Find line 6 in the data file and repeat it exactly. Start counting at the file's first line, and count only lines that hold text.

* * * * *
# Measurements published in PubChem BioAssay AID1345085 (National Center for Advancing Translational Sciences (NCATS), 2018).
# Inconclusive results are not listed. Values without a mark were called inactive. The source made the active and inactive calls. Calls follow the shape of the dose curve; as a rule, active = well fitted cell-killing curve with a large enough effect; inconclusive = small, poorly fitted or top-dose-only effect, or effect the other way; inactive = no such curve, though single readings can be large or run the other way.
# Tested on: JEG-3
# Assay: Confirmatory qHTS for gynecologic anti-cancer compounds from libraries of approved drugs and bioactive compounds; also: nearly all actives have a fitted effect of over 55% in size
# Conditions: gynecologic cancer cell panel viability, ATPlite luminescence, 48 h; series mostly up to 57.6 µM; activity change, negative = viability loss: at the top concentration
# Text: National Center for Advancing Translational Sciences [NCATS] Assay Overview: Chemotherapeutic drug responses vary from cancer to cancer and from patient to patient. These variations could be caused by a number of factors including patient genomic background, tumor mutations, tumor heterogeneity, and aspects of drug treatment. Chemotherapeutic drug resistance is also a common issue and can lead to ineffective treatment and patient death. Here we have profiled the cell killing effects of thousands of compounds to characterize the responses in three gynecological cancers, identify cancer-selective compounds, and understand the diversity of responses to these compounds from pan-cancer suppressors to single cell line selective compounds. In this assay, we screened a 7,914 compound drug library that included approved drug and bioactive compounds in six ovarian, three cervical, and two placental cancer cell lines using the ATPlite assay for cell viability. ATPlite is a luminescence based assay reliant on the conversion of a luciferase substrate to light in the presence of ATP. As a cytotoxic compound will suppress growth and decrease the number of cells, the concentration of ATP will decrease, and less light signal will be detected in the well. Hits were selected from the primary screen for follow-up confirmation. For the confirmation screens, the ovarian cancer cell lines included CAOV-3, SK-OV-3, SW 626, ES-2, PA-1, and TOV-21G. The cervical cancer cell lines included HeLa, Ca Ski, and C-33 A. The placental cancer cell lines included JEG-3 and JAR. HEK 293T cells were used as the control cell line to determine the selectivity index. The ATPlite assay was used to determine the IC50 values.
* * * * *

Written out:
# Text: National Center for Advancing Translational Sciences [NCATS] Assay Overview: Chemotherapeutic drug responses vary from cancer to cancer and from patient to patient. These variations could be caused by a number of factors including patient genomic background, tumor mutations, tumor heterogeneity, and aspects of drug treatment. Chemotherapeutic drug resistance is also a common issue and can lead to ineffective treatment and patient death. Here we have profiled the cell killing effects of thousands of compounds to characterize the responses in three gynecological cancers, identify cancer-selective compounds, and understand the diversity of responses to these compounds from pan-cancer suppressors to single cell line selective compounds. In this assay, we screened a 7,914 compound drug library that included approved drug and bioactive compounds in six ovarian, three cervical, and two placental cancer cell lines using the ATPlite assay for cell viability. ATPlite is a luminescence based assay reliant on the conversion of a luciferase substrate to light in the presence of ATP. As a cytotoxic compound will suppress growth and decrease the number of cells, the concentration of ATP will decrease, and less light signal will be detected in the well. Hits were selected from the primary screen for follow-up confirmation. For the confirmation screens, the ovarian cancer cell lines included CAOV-3, SK-OV-3, SW 626, ES-2, PA-1, and TOV-21G. The cervical cancer cell lines included HeLa, Ca Ski, and C-33 A. The placental cancer cell lines included JEG-3 and JAR. HEK 293T cells were used as the control cell line to determine the selectivity index. The ATPlite assay was used to determine the IC50 values.